Tag Archives: St Andrews

Sunday Service and Bulletin for 31st May 2020

Sunday 31st May 2020

Pentecost Sunday

The Scottish Episcopal Church will this Sunday at 11.00 broadcasting video coverage of its Eucharistic service via its website, social media channels and YouTube channel.  The web page for the broadcast is located at www.scotland.anglican.org/broadcast-sunday-worship The website will also contain a downloadable video and audio format of the service.

SERVICE

In the name of the Father, and of the Son, and of the Holy Ghost, Amen.

Collect

God, who as at this time

taught the hearts of your faithful people

by sending to them the light of your Holy Spirit:

grant us by the sa9me Spirit

to have a right judgement in all things

and evermore to rejoice in his holy comfort;

through the merits of Christ Jesus our Saviour,

who is alive and reigns with you,

in the unity of the Holy Spirit,

one God, now and for ever

For the Gospel:

Acts 2 1-21

2 When the day of Pentecost came, they were all together in one place. Suddenly a sound like the blowing of a violent wind came from heaven and filled the whole house where they were sitting. They saw what seemed to be tongues of fire that separated and came to rest on each of them. All of them were filled with the Holy Spirit and began to speak in other tongues[a] as the Spirit enabled them.

Now there were staying in Jerusalem God-fearing Jews from every nation under heaven. When they heard this sound, a crowd came together in bewilderment, because each one heard their own language being spoken. Utterly amazed, they asked: “Aren’t all these who are speaking Galileans? Then how is it that each of us hears them in our native language? Parthians, Medes and Elamites; residents of Mesopotamia, Judea and Cappadocia, Pontus and Asia,[b] 10 Phrygia and Pamphylia, Egypt and the parts of Libya near Cyrene; visitors from Rome 11 (both Jews and converts to Judaism); Cretans and Arabs—we hear them declaring the wonders of God in our own tongues!” 12 Amazed and perplexed, they asked one another, “What does this mean?”

13 Some, however, made fun of them and said, “They have had too much wine.”

14 Then Peter stood up with the Eleven, raised his voice and addressed the crowd: “Fellow Jews and all of you who live in Jerusalem, let me explain this to you; listen carefully to what I say. 15 These people are not drunk, as you suppose. It’s only nine in the morning! 16 No, this is what was spoken by the prophet Joel:

17 “‘In the last days, God says,
    I will pour out my Spirit on all people.
Your sons and daughters will prophesy,
    your young men will see visions,
    your old men will dream dreams.
18 Even on my servants, both men and women,
    I will pour out my Spirit in those days,
    and they will prophesy.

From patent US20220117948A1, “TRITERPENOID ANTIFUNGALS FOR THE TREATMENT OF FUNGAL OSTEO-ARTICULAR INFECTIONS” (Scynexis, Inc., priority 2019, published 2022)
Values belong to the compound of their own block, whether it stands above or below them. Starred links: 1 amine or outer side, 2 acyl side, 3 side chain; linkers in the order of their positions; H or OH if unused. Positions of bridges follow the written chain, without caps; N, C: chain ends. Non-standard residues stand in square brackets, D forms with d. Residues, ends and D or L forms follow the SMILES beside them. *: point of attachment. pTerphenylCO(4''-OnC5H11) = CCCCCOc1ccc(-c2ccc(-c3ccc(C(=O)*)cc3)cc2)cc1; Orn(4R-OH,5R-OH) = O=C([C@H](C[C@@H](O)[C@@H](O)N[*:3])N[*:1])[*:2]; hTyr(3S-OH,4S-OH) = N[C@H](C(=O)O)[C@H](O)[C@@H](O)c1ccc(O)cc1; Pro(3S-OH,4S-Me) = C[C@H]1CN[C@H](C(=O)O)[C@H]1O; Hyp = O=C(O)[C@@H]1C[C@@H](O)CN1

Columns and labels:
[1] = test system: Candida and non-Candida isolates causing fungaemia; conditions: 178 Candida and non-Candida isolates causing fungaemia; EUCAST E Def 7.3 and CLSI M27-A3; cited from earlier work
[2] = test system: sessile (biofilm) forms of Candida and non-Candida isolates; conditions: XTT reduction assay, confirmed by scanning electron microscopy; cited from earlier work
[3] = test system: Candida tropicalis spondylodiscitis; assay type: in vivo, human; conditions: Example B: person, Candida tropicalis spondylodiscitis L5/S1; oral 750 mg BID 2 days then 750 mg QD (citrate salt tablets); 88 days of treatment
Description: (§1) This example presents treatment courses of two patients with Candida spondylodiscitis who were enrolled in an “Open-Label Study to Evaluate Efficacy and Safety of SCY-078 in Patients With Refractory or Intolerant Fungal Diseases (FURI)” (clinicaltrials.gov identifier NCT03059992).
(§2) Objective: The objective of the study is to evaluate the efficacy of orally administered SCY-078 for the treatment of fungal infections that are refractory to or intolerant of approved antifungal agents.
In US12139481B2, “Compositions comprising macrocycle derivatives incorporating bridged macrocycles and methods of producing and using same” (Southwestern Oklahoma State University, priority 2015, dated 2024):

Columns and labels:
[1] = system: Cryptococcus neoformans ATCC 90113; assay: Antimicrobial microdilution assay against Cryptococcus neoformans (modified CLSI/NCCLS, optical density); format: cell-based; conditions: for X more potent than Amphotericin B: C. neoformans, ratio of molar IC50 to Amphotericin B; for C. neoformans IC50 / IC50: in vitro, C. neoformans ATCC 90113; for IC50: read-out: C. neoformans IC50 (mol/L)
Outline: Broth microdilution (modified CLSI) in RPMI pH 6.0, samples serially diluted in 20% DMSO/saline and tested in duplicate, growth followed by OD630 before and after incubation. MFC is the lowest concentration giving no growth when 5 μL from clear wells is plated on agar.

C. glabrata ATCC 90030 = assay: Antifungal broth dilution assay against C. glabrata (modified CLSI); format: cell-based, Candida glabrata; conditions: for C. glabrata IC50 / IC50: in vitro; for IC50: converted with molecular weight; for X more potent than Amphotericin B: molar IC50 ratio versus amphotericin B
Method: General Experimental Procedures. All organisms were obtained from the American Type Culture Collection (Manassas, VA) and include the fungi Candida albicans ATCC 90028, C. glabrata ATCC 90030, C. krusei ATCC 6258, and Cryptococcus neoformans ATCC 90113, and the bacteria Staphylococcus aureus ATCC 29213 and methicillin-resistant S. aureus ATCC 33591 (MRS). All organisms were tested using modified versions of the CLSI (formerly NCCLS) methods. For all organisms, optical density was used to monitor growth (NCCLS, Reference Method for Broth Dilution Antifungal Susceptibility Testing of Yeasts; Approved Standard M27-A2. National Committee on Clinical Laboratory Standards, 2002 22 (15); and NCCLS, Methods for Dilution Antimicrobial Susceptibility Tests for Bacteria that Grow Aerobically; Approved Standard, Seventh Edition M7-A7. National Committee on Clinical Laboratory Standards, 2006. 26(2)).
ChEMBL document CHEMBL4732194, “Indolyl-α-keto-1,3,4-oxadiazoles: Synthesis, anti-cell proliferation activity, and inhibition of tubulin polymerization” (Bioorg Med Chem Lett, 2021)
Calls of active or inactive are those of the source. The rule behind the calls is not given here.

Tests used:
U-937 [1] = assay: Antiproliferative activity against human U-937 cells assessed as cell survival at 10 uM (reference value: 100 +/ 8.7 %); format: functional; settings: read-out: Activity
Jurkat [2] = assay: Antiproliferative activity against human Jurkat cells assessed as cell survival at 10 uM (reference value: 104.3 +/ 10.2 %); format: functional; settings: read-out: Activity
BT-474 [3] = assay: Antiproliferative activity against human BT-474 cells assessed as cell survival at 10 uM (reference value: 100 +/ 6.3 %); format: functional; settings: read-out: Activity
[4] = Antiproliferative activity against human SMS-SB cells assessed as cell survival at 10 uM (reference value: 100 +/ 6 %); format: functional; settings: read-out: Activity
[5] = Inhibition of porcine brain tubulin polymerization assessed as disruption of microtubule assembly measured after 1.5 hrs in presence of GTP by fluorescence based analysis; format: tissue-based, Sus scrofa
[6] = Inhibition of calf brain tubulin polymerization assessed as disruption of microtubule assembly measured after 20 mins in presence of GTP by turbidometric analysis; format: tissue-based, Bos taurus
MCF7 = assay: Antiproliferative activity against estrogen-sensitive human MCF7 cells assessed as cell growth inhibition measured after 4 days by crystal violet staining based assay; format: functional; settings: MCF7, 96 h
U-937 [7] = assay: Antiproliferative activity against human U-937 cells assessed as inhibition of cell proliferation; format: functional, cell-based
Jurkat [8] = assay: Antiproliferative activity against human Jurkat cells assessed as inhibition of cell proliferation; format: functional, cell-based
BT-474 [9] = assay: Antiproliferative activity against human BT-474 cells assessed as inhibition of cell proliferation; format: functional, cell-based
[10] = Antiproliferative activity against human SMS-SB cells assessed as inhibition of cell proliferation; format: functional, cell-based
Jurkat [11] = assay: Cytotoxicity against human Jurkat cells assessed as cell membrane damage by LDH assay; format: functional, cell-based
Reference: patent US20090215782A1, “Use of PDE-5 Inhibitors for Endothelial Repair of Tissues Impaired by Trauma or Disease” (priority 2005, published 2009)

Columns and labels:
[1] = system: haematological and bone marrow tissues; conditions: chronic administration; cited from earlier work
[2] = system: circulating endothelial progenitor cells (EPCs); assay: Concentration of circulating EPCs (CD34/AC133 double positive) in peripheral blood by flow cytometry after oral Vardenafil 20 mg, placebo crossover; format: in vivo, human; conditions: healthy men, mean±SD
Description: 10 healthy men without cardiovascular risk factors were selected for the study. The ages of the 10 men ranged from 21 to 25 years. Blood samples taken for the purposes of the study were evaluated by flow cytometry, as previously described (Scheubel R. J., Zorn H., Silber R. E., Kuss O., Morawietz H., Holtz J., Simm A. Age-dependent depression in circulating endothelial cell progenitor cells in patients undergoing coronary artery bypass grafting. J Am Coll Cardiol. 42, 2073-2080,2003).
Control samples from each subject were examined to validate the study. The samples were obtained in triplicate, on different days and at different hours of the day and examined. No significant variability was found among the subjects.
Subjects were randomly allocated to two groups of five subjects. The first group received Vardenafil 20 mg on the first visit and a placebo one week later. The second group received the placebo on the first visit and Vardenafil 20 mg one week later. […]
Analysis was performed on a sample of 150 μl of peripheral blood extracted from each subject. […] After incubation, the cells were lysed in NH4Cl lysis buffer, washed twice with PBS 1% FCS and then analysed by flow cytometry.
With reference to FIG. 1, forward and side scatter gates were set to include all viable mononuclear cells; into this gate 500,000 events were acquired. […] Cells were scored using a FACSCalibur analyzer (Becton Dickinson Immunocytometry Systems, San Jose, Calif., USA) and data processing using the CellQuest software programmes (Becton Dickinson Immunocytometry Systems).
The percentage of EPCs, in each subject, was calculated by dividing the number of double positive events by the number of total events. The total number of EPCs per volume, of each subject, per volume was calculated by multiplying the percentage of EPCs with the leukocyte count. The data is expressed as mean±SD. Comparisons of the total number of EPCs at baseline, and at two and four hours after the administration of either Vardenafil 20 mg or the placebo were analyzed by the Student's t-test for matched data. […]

19 I will show wonders in the heavens above
    and signs on the earth below,
    blood and fire and billows of smoke.
20 The sun will be turned to darkness
    and the moon to blood
    before the coming of the great and glorious day of the Lord.
21 And everyone who calls
    on the name of the Lord will be saved.’

The Nicene Creed.

I believe in one God the Father Almighty, Maker of heaven and earth, And of all things visible and invisible:
And in one Lord Jesus Christ, the only-begotten Son of God; Begotten of His Father before all worlds, God of God, Light of Light, Very God of very God; Begotten, not made; Being of one substance with the Father; By whom all things were made: Who for us men and for our salvation came down from heaven, and was incarnate by the Holy Ghost of the Virgin Mary, and was made man: And was crucified also for us under Pontius Pilate; He suffered was buried: And the third day He rose again according to the Scriptures: And ascended into heaven, And sitteth on the right hand of the Father: And he shall come again, with glory, to judge both the quick and the dead; Whose kingdom shall have no end.
And I believe in the Holy Ghost, The Lord, and Giver of Life, Who proceedeth from the Father and the Son; Who with the Father and the Son together is worshipped and glorified; Who spake by the Prophets: And I believe one Catholic and Apostolic Church: I acknowledge one Baptism for the remission of sins: And I look for the Resurrection of the dead: And the Life of the world to come. Amen

The Sermon

Once upon a time, Pentecost Sunday was known as Whitsun. Whit Sunday was not merely observed; rather it was celebrated in style equal to Christmas and Easter. The annual Sunday School treat often occurred at Whit, frequently involving a journey, either by steam train or on a hay wain pulled by a farmer’s traction engine. Soot smuts played havoc with the white frocks and shirts customarily worn for the day    It did not matter that children were late to bed on Whit Sunday, because the next day was a rare holiday.  Alas in 1967, the secular world spoilt everything. Whitsun was changed to become the ‘Late Spring Bank Holiday’ a Monday fixed at the end of May rather than being governed by the church calendar. Whit changed its name to Pentecost and somehow since then it has become a normal Festival.

Normal?  No Christian Festival commemorates a routine occurrence. A child born to a virgin at Christmas and a man returning from dead at Easter. The same man ascending to heaven in a cloud at Ascension and now Pentecost, another unique happening as evidenced by today’s reading from Acts.

It was no coincidence that at the first Pentecost, believers were gathered in Jerusalem. Pentecost was already established as a Jewish festival: a celebration of the harvest. For that reason, the disciples were gathered as they had always done before.